But to the review in question, I pointed out all sorts of things. I got the Nymphes on loan rather than as a free gift. And I got it a bit later than others which gave me a chance to watch other reviews. My perception from those reviews was that the interface was heavily criticised and so i paid particular attention to that, writing at length about what people didn’t like about it and sharing my view that after using it for a few hours I had no problem using it. I acknowledged the difficulty and then shared my view on overcoming it – that’s an honest appraisal not a knee-jerk reaction. I pointed out that the reverb was weird and not what I was expecting but also described what it was good for – not for everyone and not for me. I talked about the pros and cons of not having effects, the pros and cons of a mono output. I’m looking for balance, I’m looking to comment on why something is as it is rather than saying “arrrg! No effects? That’s shit!” which, for me, doesn’t help anyone. And in closing I talk about the compromises and whether Dreadbox has pulled off a decent product or not. I really liked the sound, I enjoyed playing it and for me that’s why the review sounds positive – because it was a positive experience. How more honest do you need?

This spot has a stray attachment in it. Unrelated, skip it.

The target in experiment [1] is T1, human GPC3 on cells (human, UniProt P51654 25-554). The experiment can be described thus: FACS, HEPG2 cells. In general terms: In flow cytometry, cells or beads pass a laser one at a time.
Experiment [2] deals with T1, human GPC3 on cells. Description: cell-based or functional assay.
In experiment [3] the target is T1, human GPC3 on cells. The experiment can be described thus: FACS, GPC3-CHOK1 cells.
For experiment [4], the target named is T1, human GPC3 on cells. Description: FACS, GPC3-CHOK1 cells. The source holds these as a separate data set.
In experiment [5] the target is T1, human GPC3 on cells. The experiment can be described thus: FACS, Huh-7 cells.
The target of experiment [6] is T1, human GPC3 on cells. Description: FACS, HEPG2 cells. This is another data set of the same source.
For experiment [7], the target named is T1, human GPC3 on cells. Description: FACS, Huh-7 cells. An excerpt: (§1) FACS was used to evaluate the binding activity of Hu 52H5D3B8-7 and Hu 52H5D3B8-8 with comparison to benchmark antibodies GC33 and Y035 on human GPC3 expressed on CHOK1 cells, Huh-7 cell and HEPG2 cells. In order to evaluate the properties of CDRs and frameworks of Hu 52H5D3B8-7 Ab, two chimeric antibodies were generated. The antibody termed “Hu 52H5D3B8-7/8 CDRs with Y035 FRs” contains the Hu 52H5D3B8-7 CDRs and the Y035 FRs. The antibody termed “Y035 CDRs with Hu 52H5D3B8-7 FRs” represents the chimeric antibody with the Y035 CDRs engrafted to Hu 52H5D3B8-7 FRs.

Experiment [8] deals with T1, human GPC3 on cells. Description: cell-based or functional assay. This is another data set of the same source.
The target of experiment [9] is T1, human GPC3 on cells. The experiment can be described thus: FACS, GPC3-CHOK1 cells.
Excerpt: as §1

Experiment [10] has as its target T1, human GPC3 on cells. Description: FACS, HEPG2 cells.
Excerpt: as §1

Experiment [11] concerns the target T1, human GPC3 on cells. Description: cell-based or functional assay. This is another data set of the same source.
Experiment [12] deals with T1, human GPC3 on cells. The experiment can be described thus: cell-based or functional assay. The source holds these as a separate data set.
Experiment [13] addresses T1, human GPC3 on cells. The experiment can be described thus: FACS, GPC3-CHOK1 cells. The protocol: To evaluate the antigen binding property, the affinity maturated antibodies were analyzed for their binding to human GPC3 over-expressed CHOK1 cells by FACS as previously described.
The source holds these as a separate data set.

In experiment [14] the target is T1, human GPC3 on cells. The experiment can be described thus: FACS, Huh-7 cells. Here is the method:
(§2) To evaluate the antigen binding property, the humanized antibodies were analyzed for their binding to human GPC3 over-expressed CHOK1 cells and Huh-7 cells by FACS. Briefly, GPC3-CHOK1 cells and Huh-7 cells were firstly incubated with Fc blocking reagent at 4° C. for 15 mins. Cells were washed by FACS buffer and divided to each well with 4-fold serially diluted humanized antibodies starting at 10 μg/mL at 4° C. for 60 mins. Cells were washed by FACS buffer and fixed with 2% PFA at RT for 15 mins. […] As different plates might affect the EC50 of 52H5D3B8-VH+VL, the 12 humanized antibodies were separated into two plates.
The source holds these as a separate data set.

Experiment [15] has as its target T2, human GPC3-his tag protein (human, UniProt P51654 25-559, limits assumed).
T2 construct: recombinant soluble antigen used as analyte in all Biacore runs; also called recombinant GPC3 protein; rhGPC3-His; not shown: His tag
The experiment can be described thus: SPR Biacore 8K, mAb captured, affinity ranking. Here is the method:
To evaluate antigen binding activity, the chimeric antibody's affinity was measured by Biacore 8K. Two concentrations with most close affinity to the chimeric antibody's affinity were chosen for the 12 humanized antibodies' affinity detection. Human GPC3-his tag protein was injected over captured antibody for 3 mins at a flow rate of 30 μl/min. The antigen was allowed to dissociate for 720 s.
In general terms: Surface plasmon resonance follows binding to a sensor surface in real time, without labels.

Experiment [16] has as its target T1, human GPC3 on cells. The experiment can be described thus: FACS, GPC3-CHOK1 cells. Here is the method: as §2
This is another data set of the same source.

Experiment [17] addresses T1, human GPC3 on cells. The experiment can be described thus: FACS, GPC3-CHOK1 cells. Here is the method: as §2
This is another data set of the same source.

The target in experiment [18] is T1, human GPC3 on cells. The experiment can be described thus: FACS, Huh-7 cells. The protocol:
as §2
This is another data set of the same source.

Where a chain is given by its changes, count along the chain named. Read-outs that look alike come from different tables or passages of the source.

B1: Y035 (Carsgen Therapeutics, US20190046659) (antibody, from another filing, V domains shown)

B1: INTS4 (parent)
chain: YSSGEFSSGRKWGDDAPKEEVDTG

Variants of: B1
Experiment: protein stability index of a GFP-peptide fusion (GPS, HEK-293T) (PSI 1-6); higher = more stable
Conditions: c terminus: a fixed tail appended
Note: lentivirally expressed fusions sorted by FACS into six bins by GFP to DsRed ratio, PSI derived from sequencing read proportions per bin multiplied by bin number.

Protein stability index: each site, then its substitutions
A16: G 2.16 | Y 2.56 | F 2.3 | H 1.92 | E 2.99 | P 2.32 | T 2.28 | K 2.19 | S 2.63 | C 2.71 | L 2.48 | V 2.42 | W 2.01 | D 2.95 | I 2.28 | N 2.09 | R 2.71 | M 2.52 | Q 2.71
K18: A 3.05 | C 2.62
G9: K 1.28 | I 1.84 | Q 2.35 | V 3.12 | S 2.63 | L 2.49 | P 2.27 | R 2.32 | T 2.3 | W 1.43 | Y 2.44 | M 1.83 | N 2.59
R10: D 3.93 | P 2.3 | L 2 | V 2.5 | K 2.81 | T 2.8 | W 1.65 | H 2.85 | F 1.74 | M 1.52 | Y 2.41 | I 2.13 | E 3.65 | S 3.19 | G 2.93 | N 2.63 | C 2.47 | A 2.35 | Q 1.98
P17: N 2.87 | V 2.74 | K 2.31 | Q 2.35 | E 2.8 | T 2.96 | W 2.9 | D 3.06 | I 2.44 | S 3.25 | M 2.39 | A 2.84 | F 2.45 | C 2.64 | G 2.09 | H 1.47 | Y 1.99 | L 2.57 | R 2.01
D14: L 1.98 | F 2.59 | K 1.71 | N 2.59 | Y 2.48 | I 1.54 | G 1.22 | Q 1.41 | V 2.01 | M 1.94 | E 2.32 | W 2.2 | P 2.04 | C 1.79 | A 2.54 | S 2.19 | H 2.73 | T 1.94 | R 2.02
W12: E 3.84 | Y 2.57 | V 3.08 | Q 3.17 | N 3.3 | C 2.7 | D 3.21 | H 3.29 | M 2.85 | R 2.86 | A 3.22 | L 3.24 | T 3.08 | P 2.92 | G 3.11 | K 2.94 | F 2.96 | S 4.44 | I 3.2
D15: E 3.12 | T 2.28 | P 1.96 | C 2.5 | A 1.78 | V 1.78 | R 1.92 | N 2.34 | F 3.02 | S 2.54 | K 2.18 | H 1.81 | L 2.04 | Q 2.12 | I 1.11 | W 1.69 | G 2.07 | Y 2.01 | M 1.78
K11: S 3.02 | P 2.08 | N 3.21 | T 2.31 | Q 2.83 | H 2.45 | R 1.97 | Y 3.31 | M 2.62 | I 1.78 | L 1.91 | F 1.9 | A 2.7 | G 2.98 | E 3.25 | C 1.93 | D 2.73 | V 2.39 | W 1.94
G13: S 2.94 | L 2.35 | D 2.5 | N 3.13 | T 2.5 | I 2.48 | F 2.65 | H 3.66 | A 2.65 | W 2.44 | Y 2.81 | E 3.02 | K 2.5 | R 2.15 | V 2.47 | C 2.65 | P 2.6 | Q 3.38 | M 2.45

In talking to manufacturers about their products (as you do when you’re a reviewer) I’ve found them to be hyper sensitive to any criticism. By which I mean they will pick up and respond to the slightest doubt or smallest comment in a review – these are their babies after all. They are always listening and wanting to improve and incorporate suggestions. Many times I’ve had companies come up with new firmware after I’ve pointed out flaws or tripwires in their products because often they are too close to the product to see where it could work better. I think that’s good for everyone.

          You don’t have to trust anyone on the internet but all the reviewers I know are just trying to give an honest appraisal of a product. The disclaimers are true in intention and it’s in our interest to be believable even as we manage our own bias. So I think you should give reviewers a break and take them at face value – they are just trying to be helpful to people who are trying to make good decisions on the gear they buy.

    Vincent Vice says:
    0

    I never gave Dreadbox too much credit. Actually the opposite, finding the interface on Nymphes quite lacking.

    pfrf says:
    0

    If you’re in the mood for an instant migraine, Google image the “deepwater” Oversynth overlay for the Synthstrom Deluge. If Oversynth’s goal is to help simplify the UI for the user, they needs serious help with their design/font/color schemes. Their overlays are a mess.